The Geek Squad seems an unlikely model for banks to emulate, but founder and "chief inspector" (read, CEO) Robert Stephens has a lot to say about how banks can improve their customer experience. Interviewed in the March/April 2007 issue of BAI's Banking Strategies, Stephens says banks should strive to make the routine activities of banking fun, such as waiting in line at the branch or at the drive-thru. He also calls for innovative business cultures able to nurture small, inexpensive experiments that could later on have a big impact.
Some excerpted mindbombs to consider:
ON THE CULTURE OF INNOVATION
•Think of every company not as a company but as a software program—as a system you're buying into. Customers, either consciously or unconsciously, choose companies based on their interface.
•There are endless ways to innovate. We need cultures inside companies that are constantly turning out these ideas.
•What makes the Geek Squad unique is that we are defined by the employee. Labor is our biggest expense, as it is with most other service businesses, so we define ourselves by our relationship with our employees. The technology will change, but how we deliver service and what people expect from good service, those things won't change.
•The customer experience is a product of your employee experience, especially if you're customer-facing. For banks, the branch is just one part of it. That's why online and phone are probably the most important channels, because even if you come to a branch, you might be calling first to get driving directions, or going online to find out about the hours. So, the online and the phone experiences almost should be taken care of first, since they can be more easily controlled.
ON SAYING "NO"
•For example, we're launching Geek Squad in London early this year. I told the team: "You have no money for public relations—none." I told the marketing team: "You can't do marketing, but I'm going to give you money for creative endeavors. What you're going to do is, you're going to design the call center scripts to make it fun to be on hold."
•The reason they have no money for PR is because I expect them to make that experience of being on hold enjoyable. The experience should be so memorable that the press will line up to call us and ask us to come on their TV or radio show and talk about it. Now, that's public relations. Operations become marketing. They become indistinguishable from each other. That's when you know you have accomplished your mission.
•I ran into our chief financial officer the other day in an elevator and said, "You know, the finance department is the most important catalyst to creativity in the entire company." He looked at me, like, "Really? Why?" I said, "Because you say 'no' more than you say 'yes.' And saying no frustrates people. But the successful people, the persistent people, will always seek to find a way."
ON THE PIRATE MENTALITY
•I learned this from not having the resources, as a small company, to do things. So you tend to do them differently. That's a lesson that I'm learning now, even in a large environment like at Best Buy. The best thing that ever happened to me was not having money when I started my company. That starves the organization, which fosters creativity.
•A large bank may give up on innovation for many reasons, such as we're government regulated, we can't get things through too quickly or there are Wall Street pressures on a quarter-to-quarter basis. But I would argue that those pressures are the source of the creativity; they are not the limiter.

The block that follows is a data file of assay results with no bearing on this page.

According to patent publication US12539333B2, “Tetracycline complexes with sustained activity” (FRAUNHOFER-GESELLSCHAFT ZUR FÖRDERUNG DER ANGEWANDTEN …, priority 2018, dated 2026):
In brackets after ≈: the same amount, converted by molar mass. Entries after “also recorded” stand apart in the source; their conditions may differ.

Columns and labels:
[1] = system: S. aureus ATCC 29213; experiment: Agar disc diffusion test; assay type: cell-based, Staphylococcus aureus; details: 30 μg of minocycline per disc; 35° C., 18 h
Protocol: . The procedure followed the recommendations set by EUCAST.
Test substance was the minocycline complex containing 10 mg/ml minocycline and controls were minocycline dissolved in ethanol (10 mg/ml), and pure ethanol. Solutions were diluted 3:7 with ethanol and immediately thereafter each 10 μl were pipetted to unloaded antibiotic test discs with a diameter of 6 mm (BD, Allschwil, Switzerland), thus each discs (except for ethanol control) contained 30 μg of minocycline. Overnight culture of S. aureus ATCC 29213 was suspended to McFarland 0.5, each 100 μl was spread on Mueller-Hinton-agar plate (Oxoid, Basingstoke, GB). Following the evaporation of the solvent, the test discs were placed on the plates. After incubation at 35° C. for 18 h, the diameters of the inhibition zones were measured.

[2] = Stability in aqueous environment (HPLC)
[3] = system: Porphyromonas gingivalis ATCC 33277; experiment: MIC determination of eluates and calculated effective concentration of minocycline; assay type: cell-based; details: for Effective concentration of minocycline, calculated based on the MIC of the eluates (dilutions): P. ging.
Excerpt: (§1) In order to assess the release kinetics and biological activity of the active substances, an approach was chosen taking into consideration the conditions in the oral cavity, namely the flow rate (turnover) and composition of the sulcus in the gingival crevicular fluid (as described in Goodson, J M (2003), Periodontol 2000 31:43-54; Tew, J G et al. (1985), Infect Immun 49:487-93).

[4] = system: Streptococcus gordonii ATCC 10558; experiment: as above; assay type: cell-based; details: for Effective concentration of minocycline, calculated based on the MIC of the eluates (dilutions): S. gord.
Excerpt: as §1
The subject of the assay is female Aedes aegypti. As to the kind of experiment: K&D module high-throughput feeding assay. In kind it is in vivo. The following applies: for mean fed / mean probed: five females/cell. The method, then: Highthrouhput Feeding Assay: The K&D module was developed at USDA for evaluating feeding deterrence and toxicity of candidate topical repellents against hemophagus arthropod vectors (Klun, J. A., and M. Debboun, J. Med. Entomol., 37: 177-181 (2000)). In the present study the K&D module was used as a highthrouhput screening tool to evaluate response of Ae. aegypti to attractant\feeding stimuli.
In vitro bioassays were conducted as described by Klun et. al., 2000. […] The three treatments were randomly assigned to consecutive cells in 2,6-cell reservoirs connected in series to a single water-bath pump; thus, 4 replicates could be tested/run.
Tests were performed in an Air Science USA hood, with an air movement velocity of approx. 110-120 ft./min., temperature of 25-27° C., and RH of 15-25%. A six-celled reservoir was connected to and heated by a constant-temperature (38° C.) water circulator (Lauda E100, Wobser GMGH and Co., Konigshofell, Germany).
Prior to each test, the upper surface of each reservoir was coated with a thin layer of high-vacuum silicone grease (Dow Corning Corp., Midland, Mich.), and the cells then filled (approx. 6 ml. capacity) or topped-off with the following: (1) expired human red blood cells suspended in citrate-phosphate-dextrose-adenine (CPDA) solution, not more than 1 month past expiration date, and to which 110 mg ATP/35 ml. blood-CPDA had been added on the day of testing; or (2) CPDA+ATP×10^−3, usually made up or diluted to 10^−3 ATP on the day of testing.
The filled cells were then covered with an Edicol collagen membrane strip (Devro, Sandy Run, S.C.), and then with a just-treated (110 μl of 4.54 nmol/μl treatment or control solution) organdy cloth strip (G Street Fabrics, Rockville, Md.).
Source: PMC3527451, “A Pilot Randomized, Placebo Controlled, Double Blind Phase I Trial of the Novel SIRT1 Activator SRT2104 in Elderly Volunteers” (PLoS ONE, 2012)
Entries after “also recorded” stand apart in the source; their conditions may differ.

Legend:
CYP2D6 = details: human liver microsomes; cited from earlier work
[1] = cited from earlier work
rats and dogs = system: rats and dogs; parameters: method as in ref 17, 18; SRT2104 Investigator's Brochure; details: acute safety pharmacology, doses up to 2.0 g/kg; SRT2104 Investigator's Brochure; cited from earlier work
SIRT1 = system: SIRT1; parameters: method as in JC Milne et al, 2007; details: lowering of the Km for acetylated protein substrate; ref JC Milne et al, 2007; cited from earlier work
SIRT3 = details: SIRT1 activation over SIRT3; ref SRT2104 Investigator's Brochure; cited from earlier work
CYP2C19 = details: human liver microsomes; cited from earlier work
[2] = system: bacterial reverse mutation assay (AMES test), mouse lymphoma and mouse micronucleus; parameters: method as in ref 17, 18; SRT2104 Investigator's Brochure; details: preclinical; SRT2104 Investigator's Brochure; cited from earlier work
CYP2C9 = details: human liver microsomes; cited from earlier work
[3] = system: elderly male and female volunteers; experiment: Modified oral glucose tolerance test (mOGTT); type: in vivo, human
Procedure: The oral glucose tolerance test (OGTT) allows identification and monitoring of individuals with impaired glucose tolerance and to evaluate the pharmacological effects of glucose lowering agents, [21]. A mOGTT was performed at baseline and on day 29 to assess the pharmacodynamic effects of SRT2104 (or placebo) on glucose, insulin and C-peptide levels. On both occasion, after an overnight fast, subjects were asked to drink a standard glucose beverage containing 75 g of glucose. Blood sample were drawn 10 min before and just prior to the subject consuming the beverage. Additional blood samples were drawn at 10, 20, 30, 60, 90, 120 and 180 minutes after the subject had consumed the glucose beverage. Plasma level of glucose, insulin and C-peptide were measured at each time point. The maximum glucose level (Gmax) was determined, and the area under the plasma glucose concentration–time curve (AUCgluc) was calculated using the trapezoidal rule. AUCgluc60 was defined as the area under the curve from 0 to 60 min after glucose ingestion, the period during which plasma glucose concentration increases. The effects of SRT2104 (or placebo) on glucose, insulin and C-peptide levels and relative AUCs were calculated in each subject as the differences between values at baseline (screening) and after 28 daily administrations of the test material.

•That's the riddle. We tend to give up too easily and just throw our hands up, saying, "Well, we can't innovate," and then complain. But that's a form of competition because that kind of attitude prevents you from beating your competitors.
ON ASSEMBLY LINING INNOVATION
•It's easy to blame the faceless monolith, but if you're competing for its resources against a peer, well that's different. You can look at which idea contributes to a better customer experience. If you can't measure that, then it's back to the drawing board.
•That criterion creates a Meritocracy; it's one idea versus another. But the ideas should start small. If you ask for a lot of money for a project, you're going to be subject to a lot of restrictions, a lot of barriers. Not spending a lot on a project provides greater creative freedom because there's less risk for the organization.
ON FAST PROTOTYPING
•Tiny experiments can snowball into great revenue producers, and that's what companies need to do. Software is your process in real time. It offers the ability to design, to experiment, at a really low cost. That's where I think banks are specifically missing out on a coming revolution in software development at low cost and high speed.
•Banks should continually set a goal of coming up with one new idea a month, one new little service. They don't have to be large, massive undertakings, but simple, tiny stuff.
•I recently launched a rapid prototyping program at Best Buy called "Two weeks: $500." Basically, if anybody in the organization has an idea and can give us a prototype in two weeks, we'll give them $500 to develop a simple software feature or function to demonstrate it. The feature can be made accessible on the company network so people can check it out. Then, to take it to the next level, we can add a few more zeros, maybe do a $5,000 prototype. When you get to the $50,000 level, maybe you invite your top customers in to beta test it.
•Eventually, you might move to the $5 million implementation, but you start with $500 to force that creativity and de-risk the idea to get it off the ground. You can't even get to the $5,000 level unless you've proven out some kind of working prototype.
via BAI Banking Strategies
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